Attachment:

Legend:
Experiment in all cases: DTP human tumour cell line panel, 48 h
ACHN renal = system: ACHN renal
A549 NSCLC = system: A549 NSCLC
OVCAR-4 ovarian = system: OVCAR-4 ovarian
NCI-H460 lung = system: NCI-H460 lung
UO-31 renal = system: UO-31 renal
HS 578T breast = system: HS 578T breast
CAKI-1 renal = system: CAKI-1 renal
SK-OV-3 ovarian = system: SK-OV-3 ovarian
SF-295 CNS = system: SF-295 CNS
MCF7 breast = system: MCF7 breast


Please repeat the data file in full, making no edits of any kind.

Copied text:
Legend:
Experiment in all cases: DTP human tumour cell line panel, 48 h
ACHN renal = system: ACHN renal
A549 NSCLC = system: A549 NSCLC
OVCAR-4 ovarian = system: OVCAR-4 ovarian
NCI-H460 lung = system: NCI-H460 lung
UO-31 renal = system: UO-31 renal
HS 578T breast = system: HS 578T breast
CAKI-1 renal = system: CAKI-1 renal
SK-OV-3 ovarian = system: SK-OV-3 ovarian
SF-295 CNS = system: SF-295 CNS
MCF7 breast = system: MCF7 breast